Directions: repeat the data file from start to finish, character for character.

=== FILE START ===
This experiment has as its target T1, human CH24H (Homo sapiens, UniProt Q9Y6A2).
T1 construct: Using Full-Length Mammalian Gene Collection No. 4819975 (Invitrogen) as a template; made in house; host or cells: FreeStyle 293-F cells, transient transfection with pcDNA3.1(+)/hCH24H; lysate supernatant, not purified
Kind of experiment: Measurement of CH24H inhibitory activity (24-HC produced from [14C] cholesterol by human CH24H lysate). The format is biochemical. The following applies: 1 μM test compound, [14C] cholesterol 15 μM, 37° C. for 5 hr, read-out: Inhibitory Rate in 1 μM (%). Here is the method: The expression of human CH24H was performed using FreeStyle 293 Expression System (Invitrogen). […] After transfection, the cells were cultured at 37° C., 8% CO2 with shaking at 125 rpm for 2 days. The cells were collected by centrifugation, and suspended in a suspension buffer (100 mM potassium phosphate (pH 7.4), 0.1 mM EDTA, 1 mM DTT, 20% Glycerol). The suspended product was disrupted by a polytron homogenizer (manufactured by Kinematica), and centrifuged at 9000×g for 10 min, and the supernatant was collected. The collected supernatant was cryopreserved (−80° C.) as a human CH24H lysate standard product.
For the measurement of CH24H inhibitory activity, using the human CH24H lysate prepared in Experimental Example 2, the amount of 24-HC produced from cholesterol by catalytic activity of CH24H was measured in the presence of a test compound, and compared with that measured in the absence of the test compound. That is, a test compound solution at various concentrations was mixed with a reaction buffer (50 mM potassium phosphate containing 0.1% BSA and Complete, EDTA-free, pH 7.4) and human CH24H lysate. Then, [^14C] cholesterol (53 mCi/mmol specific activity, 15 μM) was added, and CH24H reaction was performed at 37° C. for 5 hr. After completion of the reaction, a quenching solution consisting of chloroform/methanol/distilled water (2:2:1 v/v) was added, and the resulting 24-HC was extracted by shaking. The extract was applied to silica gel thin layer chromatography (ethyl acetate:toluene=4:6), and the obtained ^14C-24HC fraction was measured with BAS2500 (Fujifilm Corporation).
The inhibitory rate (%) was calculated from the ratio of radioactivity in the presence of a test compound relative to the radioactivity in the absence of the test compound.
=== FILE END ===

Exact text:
This experiment has as its target T1, human CH24H (Homo sapiens, UniProt Q9Y6A2).
T1 construct: Using Full-Length Mammalian Gene Collection No. 4819975 (Invitrogen) as a template; made in house; host or cells: FreeStyle 293-F cells, transient transfection with pcDNA3.1(+)/hCH24H; lysate supernatant, not purified
Kind of experiment: Measurement of CH24H inhibitory activity (24-HC produced from [14C] cholesterol by human CH24H lysate). The format is biochemical. The following applies: 1 μM test compound, [14C] cholesterol 15 μM, 37° C. for 5 hr, read-out: Inhibitory Rate in 1 μM (%). Here is the method: The expression of human CH24H was performed using FreeStyle 293 Expression System (Invitrogen). […] After transfection, the cells were cultured at 37° C., 8% CO2 with shaking at 125 rpm for 2 days. The cells were collected by centrifugation, and suspended in a suspension buffer (100 mM potassium phosphate (pH 7.4), 0.1 mM EDTA, 1 mM DTT, 20% Glycerol). The suspended product was disrupted by a polytron homogenizer (manufactured by Kinematica), and centrifuged at 9000×g for 10 min, and the supernatant was collected. The collected supernatant was cryopreserved (−80° C.) as a human CH24H lysate standard product.
For the measurement of CH24H inhibitory activity, using the human CH24H lysate prepared in Experimental Example 2, the amount of 24-HC produced from cholesterol by catalytic activity of CH24H was measured in the presence of a test compound, and compared with that measured in the absence of the test compound. That is, a test compound solution at various concentrations was mixed with a reaction buffer (50 mM potassium phosphate containing 0.1% BSA and Complete, EDTA-free, pH 7.4) and human CH24H lysate. Then, [^14C] cholesterol (53 mCi/mmol specific activity, 15 μM) was added, and CH24H reaction was performed at 37° C. for 5 hr. After completion of the reaction, a quenching solution consisting of chloroform/methanol/distilled water (2:2:1 v/v) was added, and the resulting 24-HC was extracted by shaking. The extract was applied to silica gel thin layer chromatography (ethyl acetate:toluene=4:6), and the obtained ^14C-24HC fraction was measured with BAS2500 (Fujifilm Corporation).
The inhibitory rate (%) was calculated from the ratio of radioactivity in the presence of a test compound relative to the radioactivity in the absence of the test compound.